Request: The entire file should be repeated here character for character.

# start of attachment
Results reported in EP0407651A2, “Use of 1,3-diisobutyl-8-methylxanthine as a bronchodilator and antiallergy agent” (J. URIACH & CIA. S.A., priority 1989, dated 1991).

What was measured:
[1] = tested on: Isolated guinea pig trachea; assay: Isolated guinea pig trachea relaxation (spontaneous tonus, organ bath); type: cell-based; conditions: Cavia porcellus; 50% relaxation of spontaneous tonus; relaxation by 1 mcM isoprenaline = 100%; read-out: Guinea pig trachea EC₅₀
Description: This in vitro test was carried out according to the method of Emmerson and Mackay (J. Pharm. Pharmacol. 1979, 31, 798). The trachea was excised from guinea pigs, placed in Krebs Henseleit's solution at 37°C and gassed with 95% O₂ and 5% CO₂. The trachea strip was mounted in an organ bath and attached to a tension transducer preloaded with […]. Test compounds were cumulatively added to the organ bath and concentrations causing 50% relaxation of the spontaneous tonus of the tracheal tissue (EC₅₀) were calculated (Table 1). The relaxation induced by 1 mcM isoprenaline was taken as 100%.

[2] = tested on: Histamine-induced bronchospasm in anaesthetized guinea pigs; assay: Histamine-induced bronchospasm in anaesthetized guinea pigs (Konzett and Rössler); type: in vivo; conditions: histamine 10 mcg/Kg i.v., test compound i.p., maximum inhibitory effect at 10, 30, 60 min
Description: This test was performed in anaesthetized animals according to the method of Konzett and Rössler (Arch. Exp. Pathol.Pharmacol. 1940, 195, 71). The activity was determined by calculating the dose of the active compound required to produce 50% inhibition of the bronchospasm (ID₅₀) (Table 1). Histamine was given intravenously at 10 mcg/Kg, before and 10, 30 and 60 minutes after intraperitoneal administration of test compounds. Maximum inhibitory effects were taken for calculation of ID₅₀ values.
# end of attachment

Results reported in EP0407651A2, “Use of 1,3-diisobutyl-8-methylxanthine as a bronchodilator and antiallergy agent” (J. URIACH & CIA. S.A., priority 1989, dated 1991).

What was measured:
[1] = tested on: Isolated guinea pig trachea; assay: Isolated guinea pig trachea relaxation (spontaneous tonus, organ bath); type: cell-based; conditions: Cavia porcellus; 50% relaxation of spontaneous tonus; relaxation by 1 mcM isoprenaline = 100%; read-out: Guinea pig trachea EC₅₀
Description: This in vitro test was carried out according to the method of Emmerson and Mackay (J. Pharm. Pharmacol. 1979, 31, 798). The trachea was excised from guinea pigs, placed in Krebs Henseleit's solution at 37°C and gassed with 95% O₂ and 5% CO₂. The trachea strip was mounted in an organ bath and attached to a tension transducer preloaded with […]. Test compounds were cumulatively added to the organ bath and concentrations causing 50% relaxation of the spontaneous tonus of the tracheal tissue (EC₅₀) were calculated (Table 1). The relaxation induced by 1 mcM isoprenaline was taken as 100%.

[2] = tested on: Histamine-induced bronchospasm in anaesthetized guinea pigs; assay: Histamine-induced bronchospasm in anaesthetized guinea pigs (Konzett and Rössler); type: in vivo; conditions: histamine 10 mcg/Kg i.v., test compound i.p., maximum inhibitory effect at 10, 30, 60 min
Description: This test was performed in anaesthetized animals according to the method of Konzett and Rössler (Arch. Exp. Pathol.Pharmacol. 1940, 195, 71). The activity was determined by calculating the dose of the active compound required to produce 50% inhibition of the bronchospasm (ID₅₀) (Table 1). Histamine was given intravenously at 10 mcg/Kg, before and 10, 30 and 60 minutes after intraperitoneal administration of test compounds. Maximum inhibitory effects were taken for calculation of ID₅₀ values.